AR: So you weren’t a believer when you were doing all this?
SB: No. But within one month of that I was baptized. After my public profession of faith, though, that wasn’t good enough. After the first half of a prophetic word came true – a word that had been spoken ten years earlier – I went back to the Lord. I found a huge boulder and climbed on top and I lifted my hand to the Lord. I said, “Lord, I’ve done what I needed to do in public, but now I’m coming back to you, and I need you to understand that this deal is between me and you. And I’m telling you, Lord, that I give myself to you. I fully dedicate myself to you a thousand percent. You want me to stand on a box in Times Square and be mocked for being a Christian, I will. I’ll be mocked in Hollywood. I don’t care what they say about me, just as long as you reveal yourself to me in the most powerful way you can. Whatever it is, this experience better be real. It better be the Book of Acts, or I’ll curse you, God. I’m famous. You’ve given me a platform, and I’m telling you, if you don’t show me your power and your might and use me to make a difference, I’m telling you, you’re going to have a problem.”
AR: That’s pretty serious stuff, Stephen.
SB: Yeah, it was. A little old lady came up to me later, after I’d shared my testimony, and asked if I realized how God was in heaven, laughing at me, when I did that. And I’d never thought about it like that, but He was.
AR: So have you seen His power?
SB: Definitely. To date we’ve distributed 100,000 copies of “Livin’ It” – when the goal was just 20,000 copies. We have five “Livin’ It” books, with another video coming out next year (“Livin’ It LA”). The priority is sharing the gospel. And we didn’t plan for the skate tour, but in 2005 we did a 23-city tour with an average of 2,000 to 6,000 people per stop. Over 6,000 kids came to faith this year as a result of the tour and 15,000 as a result of the video. And we’re just getting started. For 2006, 340 churches in America so far are requesting the tour.
AR: Tell me a story about a kid whose life was changed.
SB: Man, there are so many … but, a young boy came to Christ at one of the skate events. Three days later he was hit by a car. He died in his own driveway. Some will say that’s a coincidence, but for me, there have been a series of incredible coincidences that can only be described as Book of Acts experiences – a move of the Holy Spirit.
AR: What made you decide to speak at the Republican National Convention in 2004?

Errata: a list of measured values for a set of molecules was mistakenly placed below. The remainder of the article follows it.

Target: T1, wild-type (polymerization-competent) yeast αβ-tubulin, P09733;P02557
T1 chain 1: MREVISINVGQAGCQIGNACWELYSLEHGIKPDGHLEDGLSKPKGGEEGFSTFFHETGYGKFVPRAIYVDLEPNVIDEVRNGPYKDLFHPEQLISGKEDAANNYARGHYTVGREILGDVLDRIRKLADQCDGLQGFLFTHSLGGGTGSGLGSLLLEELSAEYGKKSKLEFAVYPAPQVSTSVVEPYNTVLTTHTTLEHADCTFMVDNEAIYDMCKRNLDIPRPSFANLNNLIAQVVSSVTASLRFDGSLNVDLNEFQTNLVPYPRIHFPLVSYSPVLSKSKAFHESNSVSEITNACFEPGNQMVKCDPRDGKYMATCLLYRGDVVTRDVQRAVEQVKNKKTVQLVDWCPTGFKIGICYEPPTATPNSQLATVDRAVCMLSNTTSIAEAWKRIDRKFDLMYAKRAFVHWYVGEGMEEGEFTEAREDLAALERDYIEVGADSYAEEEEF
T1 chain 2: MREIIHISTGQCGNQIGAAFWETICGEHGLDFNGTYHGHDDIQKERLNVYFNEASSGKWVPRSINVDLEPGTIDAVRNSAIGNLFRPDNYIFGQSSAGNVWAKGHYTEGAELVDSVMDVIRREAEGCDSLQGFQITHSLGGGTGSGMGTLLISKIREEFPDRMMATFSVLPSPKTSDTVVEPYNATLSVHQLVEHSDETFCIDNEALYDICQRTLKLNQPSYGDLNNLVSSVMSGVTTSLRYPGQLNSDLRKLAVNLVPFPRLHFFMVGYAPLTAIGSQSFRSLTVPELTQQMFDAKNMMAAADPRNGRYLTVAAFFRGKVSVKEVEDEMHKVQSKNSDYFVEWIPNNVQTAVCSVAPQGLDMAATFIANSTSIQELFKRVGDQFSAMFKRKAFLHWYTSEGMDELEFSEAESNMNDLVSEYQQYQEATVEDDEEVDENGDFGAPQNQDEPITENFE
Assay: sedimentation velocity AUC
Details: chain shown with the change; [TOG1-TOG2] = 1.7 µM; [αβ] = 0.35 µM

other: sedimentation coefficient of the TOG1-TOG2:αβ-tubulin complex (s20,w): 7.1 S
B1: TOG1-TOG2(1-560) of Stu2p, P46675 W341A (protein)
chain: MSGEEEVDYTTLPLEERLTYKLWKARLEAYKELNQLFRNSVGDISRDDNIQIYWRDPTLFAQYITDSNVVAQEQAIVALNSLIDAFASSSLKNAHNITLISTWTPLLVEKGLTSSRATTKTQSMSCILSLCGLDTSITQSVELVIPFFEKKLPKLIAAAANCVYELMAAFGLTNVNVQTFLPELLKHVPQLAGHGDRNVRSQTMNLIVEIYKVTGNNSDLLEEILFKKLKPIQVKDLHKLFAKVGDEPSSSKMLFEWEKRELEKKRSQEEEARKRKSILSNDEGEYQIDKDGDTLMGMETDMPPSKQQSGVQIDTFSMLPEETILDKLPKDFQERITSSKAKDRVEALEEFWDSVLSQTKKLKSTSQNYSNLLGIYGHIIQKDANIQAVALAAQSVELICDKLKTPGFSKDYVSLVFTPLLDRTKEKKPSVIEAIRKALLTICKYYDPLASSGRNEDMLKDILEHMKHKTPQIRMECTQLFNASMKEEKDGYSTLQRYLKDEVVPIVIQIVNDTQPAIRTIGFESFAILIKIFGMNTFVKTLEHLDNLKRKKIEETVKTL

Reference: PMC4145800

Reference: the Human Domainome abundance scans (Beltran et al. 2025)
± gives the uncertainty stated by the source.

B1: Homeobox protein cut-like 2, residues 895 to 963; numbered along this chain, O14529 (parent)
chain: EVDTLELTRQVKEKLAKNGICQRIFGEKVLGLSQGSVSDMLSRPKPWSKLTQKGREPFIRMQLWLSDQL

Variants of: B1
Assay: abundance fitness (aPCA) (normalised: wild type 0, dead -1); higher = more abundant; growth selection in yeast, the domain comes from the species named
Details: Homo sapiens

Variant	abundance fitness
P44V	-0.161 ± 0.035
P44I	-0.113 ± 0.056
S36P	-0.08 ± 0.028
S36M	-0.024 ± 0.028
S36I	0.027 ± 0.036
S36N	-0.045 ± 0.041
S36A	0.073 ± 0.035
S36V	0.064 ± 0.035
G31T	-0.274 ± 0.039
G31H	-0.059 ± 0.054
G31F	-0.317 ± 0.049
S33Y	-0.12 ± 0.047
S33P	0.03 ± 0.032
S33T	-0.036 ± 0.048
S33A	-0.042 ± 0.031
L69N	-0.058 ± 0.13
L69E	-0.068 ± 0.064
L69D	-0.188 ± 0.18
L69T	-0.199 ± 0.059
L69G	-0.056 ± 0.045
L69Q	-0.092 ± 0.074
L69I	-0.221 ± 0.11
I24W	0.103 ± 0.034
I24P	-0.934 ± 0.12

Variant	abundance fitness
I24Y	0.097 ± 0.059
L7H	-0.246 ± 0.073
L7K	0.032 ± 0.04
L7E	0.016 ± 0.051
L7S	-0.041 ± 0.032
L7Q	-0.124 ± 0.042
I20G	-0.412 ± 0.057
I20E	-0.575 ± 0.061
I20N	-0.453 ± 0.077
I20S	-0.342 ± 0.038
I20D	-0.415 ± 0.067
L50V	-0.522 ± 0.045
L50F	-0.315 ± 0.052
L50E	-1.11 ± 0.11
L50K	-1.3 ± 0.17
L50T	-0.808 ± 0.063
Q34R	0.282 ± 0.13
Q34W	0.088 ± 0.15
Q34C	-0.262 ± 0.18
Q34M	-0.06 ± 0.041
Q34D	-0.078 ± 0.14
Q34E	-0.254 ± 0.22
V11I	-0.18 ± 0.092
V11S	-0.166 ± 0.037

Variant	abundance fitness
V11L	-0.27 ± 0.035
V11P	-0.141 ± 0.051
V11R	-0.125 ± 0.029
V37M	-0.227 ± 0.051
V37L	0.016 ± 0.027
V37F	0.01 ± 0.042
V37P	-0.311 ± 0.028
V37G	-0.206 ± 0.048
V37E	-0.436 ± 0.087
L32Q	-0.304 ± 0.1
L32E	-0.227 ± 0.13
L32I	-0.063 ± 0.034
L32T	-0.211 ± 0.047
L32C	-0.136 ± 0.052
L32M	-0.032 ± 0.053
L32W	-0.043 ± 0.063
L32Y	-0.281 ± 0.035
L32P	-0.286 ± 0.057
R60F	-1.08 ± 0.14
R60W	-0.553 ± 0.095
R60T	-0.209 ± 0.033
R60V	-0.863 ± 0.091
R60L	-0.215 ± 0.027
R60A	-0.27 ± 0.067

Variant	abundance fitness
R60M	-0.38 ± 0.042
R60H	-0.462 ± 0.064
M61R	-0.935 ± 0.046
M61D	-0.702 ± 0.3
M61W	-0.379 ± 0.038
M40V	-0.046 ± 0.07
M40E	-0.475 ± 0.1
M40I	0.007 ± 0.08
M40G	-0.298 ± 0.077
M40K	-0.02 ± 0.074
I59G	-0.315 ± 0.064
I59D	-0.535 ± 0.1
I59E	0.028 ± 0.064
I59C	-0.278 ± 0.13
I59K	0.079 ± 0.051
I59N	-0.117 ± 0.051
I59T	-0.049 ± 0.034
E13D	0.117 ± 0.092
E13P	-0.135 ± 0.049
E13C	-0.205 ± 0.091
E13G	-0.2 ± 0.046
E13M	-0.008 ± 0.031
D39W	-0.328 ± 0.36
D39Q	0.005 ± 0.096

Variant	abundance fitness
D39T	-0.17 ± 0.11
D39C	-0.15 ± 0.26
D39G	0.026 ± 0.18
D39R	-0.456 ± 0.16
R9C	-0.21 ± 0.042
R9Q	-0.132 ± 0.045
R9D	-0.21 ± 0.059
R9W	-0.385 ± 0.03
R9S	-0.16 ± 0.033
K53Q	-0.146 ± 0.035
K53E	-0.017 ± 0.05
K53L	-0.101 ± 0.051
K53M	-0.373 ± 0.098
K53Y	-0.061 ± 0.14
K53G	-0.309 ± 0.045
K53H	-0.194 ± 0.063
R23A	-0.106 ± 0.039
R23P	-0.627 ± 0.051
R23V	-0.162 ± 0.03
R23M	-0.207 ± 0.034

SB: For me, more than anything, the whole decision was not a political statement, although in the natural it was. Several months earlier, I had seen the Kerry camp aligning itself with all the celebrities and rock stars. I said to myself, “Look at what these guys are doing – how they’re going to spin this and what lengths they’re going to go to get this guy votes.” And I don’t say this lightly – I say it with all the glory and honor that should come with it – but the Lord spoke to me about it. For all the perceptions out there about President Bush, I personally am someone who believes that he has had a true conversion to faith and, all things considered, is making his best effort to lead this country in his faith. And, for who I am and who I was at that time in my walk, I felt like it was necessary, purely for that reason, to show that support. My motivation was faith-based. If you looked at the two candidates, it was my opinion that the most authentic demonstration of faith was being identified by President Bush.
AR: You took some heat for doing that, though. I heard that while you were inside speaking, one of your brothers was outside picketing the convention.
SB: I did come into some conflict as a result of that decision. One of my brothers said, “Did you do your homework and look at his policies and what he does and how he does it?” I said, “Sure, to the best of my ability, I’ve looked at both candidates and what they believe. And I made my decision based on that. Now my question to you is, ‘Have you done your homework? Have you read the Bible and understood Scripture and understood how the Holy Spirit has brought me to my decision?’” That was a powerful ministry moment for me, to say to one of my siblings that my understanding is that, for faith reasons, George Bush should be the next president. That has a lot of repercussions, but that was my perspective at the time.
AR: How are the Baldwin brothers doing?
SB: My brothers and I love each other very much, and God is moving in our family. All of the people who have seen the TV special and my sister-in-law (Chynna) coming to Christ, hopefully everyone that sees that will start praying for that.
AR: What’s it like, being Stephen Baldwin, and being born again?
SB: I’m feel like I’m at the highest point of a roller coaster called the Holy Ghost, with my hands in the air, and I’m screaming my butt off. It’s powerful and it’s real, and the only way you can understand the experience is to follow and believe. It’s a great time to be a believer.
AR: Are you still making movies? I see you’ve got some other films coming out soon.
SB: I’ve got two TV movies coming out this year, a movie with Tom Sizemore.
AR: You’re a busy guy.
SB: Amen. My primary motivating Scripture is Matthew 11: 12. All this year, this is the scripture that we read before every skate event. Hold on, I’ll read it to you. It says, “From the days of John the Baptist until now, the kingdom of heaven has been forcefully advancing, and forceful men lay hold of it.” But I tell you right now. I ain’t playin.’ I fully intend on opening a serious can of whoop-butt in the name of Jesus.
AR: You’re getting people into the Kingdom, Stephen. You’re a preacher, man. And that’s cool.
SB: All of Hollywood is coming, too.
AR: What’s it going to take to get Hollywood saved?
SB: It’s gonna take a blink of the Lord’s eyes. Every knee will bow and every tongue will confess. It’s just a matter of when.
To hear Stephen Baldwin’s complete testimony or to order a copy of "Livin' It," visit www.livinit.org.
To find a station near you airing “Livin' It: Unusual Suspects” this month, please visit www.palau.org/lpea/resources/tvsearch.php.